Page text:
A: Creating a vegan catering business (and food cart) was a natural fit for myself and my chef partner, Richard Hull. I’d been a long-time vegan activist and dreamed for years about opening a food cart or other food business. Chef Hull is French-trained and brought 20+ years of experience in restaurants from his own bistro, to head chef at multiple award-winning restaurants, to high-volume hotel catering departments. When Richard relocated to Oregon and had a personal lifestyle change, he utilized his talent and training in developing a new Southern American vegan cuisine. Or as I often tell customers, “He turned his magical talents onto plants and never looked back!” I brought years of casual vegan cooking experience to the team as well and have happily expanded into the roles of baker and fermenter for A Broken Angel. Operating both the food cart and catering business allows us to offer our community two very different types of vegan cuisines: cart art (street food) and high-end catering (weddings, parties, and so on). What both have in common is savory and approachable food with no reliance on mock meats or fake anything.

Q: What is your personal favorite vegan food item you make?
A: I can tell you that our customer’s favorite food cart item is probably the biscuits and gravy (I make the biscuits, Richard makes the gravy). Personally, I love toasted English muffins in the morning with avocado, garden tomatoes, homemade sauerkraut, capers, and a bit of salt and pepper. Sometimes I’ll add a little Miyoko’s cream cheese. I also enjoy chickpeas cooked almost any way, and baking and devouring a good cinnamon roll. But I love the taste of Field Roast products too, so meals don’t always have to be made from scratch!

Q: What trends do you see happening in plant-based foods?
A: Veganism continues to be a top consumer trend and as a result, more people than ever are expecting vegan options at events. In fact, a 
Top Trends in Prepared Foods in 2017 report highlighted that the number of vegans in the U.S. grew 600% in 3 short years! Numerous studies have also reported that reduced meat consumption is key to reversing climate change. At the same time, many more options are available to consumers in stores like aged cheeses and savory sausages and burgers, and plant-based meats and lab-grown meats continue to improve in texture and flavor and become more widely available. Although there are some cooks that rely heavily on these substitutes, I’m seeing more vegan chefs starting to branch out into specialized cuisines that minimize the usage of mock meats and cheeses.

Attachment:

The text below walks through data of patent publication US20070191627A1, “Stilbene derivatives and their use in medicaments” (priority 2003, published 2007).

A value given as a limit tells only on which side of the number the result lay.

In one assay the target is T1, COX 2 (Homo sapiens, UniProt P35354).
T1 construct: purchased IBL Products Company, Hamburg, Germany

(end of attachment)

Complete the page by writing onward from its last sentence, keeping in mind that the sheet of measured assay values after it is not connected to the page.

Q: What are the most common ingredients you use to substitute for eggs, dairy, etc.?
A: Almond milk is our go-to for so many recipes from biscuits to griddle cakes to savory dishes. Cashews are a staple as well for crème sauces. Refined coconut oil is cut in for butter in baked goods and used in many other ways. We include a variety of mushrooms in our savory dishes (I mentioned earlier that we don’t use mock meats for the food cart or catering). Occasionally, I’ll use flax or chia in place of eggs or gelatin, or aquafaba (from chickpeas).

Q: What is something you wish your clients knew ahead of time when working together?
A: We’ve catered for some nonprofits and private clients who may eat vegan themselves but have many guests or family members who are not as familiar with plant-based eating. I would suggest that they not emphasize the fact that the meal will be vegan. If asked, describe the type of cuisine and courses in such a way that it sounds enticing! Don’t start out by saying, “Well, it’s all vegan…” We don’t talk about meat-centric meals that way. Imagine if every time someone referred to Italian food, for instance, as meat-based Italian food. So why should we say, vegan Italian food? It’s just good food.

Thank you to Barb for sharing her wisdom on plant-based catering!

The guests at your next fundraising or sponsored event will be singing the praises of your choice to serve menu items that further the impact of your organization’s scope -- whether they are personally plant-based themselves or not!